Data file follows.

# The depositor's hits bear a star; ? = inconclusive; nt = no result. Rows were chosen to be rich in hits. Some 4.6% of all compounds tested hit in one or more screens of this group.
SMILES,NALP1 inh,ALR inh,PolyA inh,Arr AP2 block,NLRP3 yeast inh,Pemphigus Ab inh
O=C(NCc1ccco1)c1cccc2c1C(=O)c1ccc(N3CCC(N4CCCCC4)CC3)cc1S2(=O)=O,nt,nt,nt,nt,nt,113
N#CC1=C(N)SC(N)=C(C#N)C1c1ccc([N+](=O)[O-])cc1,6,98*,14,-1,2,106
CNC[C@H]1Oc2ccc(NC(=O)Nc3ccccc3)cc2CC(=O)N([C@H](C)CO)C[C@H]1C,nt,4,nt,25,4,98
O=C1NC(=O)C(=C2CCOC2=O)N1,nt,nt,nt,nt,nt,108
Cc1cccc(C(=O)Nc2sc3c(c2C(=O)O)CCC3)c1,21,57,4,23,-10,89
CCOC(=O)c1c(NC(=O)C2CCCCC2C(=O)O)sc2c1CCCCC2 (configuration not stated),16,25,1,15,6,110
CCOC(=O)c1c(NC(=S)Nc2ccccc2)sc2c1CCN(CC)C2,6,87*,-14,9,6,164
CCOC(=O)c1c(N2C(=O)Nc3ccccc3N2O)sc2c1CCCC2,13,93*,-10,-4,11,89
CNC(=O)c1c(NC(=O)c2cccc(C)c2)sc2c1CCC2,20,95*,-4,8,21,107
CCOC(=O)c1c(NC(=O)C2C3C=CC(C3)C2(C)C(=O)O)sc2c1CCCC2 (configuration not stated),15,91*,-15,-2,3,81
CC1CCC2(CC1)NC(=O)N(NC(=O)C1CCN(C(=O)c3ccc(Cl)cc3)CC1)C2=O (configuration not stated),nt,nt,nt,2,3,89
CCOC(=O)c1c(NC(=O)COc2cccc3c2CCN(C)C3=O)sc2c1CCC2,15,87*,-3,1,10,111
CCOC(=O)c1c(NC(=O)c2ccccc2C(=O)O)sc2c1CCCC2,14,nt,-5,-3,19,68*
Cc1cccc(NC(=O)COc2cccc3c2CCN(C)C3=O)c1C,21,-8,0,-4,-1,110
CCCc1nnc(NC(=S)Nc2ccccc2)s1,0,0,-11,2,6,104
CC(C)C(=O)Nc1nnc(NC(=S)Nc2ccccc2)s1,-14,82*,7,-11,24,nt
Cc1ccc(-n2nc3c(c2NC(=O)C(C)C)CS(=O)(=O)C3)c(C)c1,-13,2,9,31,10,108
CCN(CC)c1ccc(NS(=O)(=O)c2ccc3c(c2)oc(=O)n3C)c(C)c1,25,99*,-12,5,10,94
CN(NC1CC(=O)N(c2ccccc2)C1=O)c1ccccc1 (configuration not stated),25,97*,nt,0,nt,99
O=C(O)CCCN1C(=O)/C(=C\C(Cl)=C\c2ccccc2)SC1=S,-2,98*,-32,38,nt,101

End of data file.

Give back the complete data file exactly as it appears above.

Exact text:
# The depositor's hits bear a star; ? = inconclusive; nt = no result. Rows were chosen to be rich in hits. Some 4.6% of all compounds tested hit in one or more screens of this group.
SMILES,NALP1 inh,ALR inh,PolyA inh,Arr AP2 block,NLRP3 yeast inh,Pemphigus Ab inh
O=C(NCc1ccco1)c1cccc2c1C(=O)c1ccc(N3CCC(N4CCCCC4)CC3)cc1S2(=O)=O,nt,nt,nt,nt,nt,113
N#CC1=C(N)SC(N)=C(C#N)C1c1ccc([N+](=O)[O-])cc1,6,98*,14,-1,2,106
CNC[C@H]1Oc2ccc(NC(=O)Nc3ccccc3)cc2CC(=O)N([C@H](C)CO)C[C@H]1C,nt,4,nt,25,4,98
O=C1NC(=O)C(=C2CCOC2=O)N1,nt,nt,nt,nt,nt,108
Cc1cccc(C(=O)Nc2sc3c(c2C(=O)O)CCC3)c1,21,57,4,23,-10,89
CCOC(=O)c1c(NC(=O)C2CCCCC2C(=O)O)sc2c1CCCCC2 (configuration not stated),16,25,1,15,6,110
CCOC(=O)c1c(NC(=S)Nc2ccccc2)sc2c1CCN(CC)C2,6,87*,-14,9,6,164
CCOC(=O)c1c(N2C(=O)Nc3ccccc3N2O)sc2c1CCCC2,13,93*,-10,-4,11,89
CNC(=O)c1c(NC(=O)c2cccc(C)c2)sc2c1CCC2,20,95*,-4,8,21,107
CCOC(=O)c1c(NC(=O)C2C3C=CC(C3)C2(C)C(=O)O)sc2c1CCCC2 (configuration not stated),15,91*,-15,-2,3,81
CC1CCC2(CC1)NC(=O)N(NC(=O)C1CCN(C(=O)c3ccc(Cl)cc3)CC1)C2=O (configuration not stated),nt,nt,nt,2,3,89
CCOC(=O)c1c(NC(=O)COc2cccc3c2CCN(C)C3=O)sc2c1CCC2,15,87*,-3,1,10,111
CCOC(=O)c1c(NC(=O)c2ccccc2C(=O)O)sc2c1CCCC2,14,nt,-5,-3,19,68*
Cc1cccc(NC(=O)COc2cccc3c2CCN(C)C3=O)c1C,21,-8,0,-4,-1,110
CCCc1nnc(NC(=S)Nc2ccccc2)s1,0,0,-11,2,6,104
CC(C)C(=O)Nc1nnc(NC(=S)Nc2ccccc2)s1,-14,82*,7,-11,24,nt
Cc1ccc(-n2nc3c(c2NC(=O)C(C)C)CS(=O)(=O)C3)c(C)c1,-13,2,9,31,10,108
CCN(CC)c1ccc(NS(=O)(=O)c2ccc3c(c2)oc(=O)n3C)c(C)c1,25,99*,-12,5,10,94
CN(NC1CC(=O)N(c2ccccc2)C1=O)c1ccccc1 (configuration not stated),25,97*,nt,0,nt,99
O=C(O)CCCN1C(=O)/C(=C\C(Cl)=C\c2ccccc2)SC1=S,-2,98*,-32,38,nt,101